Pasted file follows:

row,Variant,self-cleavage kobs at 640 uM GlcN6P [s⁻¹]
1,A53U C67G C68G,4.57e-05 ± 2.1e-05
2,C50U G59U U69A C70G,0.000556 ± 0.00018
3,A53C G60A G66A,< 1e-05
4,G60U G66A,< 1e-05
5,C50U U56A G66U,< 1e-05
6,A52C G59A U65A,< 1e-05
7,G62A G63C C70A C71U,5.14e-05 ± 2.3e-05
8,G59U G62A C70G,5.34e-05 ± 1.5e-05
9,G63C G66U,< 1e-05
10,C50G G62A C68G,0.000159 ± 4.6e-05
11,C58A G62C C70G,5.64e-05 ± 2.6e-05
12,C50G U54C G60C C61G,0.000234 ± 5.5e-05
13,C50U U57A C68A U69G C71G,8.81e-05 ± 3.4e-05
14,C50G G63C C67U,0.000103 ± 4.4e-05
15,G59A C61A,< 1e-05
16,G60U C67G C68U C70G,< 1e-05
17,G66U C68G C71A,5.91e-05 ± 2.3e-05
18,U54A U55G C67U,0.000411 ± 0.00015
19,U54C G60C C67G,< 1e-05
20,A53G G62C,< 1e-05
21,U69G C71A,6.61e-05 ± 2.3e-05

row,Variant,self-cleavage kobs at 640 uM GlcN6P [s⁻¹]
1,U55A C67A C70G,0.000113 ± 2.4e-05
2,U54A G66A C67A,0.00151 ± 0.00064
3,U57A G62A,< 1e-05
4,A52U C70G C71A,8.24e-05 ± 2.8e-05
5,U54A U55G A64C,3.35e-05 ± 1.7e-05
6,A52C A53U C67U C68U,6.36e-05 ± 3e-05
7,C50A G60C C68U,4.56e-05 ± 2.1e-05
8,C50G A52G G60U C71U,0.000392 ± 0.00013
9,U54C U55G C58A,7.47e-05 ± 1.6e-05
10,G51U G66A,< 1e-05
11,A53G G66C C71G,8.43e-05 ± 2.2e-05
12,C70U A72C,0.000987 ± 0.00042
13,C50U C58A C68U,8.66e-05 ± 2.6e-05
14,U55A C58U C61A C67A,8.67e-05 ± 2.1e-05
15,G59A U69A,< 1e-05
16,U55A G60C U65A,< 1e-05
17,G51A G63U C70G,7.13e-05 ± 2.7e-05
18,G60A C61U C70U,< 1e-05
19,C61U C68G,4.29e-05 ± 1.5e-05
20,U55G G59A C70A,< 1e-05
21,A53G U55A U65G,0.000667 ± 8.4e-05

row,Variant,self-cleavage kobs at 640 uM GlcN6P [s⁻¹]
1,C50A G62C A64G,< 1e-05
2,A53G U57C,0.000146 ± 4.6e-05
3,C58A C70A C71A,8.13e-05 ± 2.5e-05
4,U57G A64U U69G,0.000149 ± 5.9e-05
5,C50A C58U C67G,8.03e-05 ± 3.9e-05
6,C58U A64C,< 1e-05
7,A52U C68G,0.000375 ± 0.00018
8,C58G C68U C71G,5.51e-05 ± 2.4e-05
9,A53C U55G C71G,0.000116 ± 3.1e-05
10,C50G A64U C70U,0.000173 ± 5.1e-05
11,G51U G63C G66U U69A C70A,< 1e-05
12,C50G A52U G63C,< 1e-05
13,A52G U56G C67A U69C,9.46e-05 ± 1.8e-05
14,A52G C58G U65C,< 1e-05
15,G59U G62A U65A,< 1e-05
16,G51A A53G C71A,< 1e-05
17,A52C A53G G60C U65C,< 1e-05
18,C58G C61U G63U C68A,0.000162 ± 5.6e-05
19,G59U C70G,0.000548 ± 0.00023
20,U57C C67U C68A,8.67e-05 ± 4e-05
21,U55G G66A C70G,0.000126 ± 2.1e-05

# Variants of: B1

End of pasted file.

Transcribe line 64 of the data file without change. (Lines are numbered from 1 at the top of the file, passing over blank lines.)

19,G59U C70G,0.000548 ± 0.00023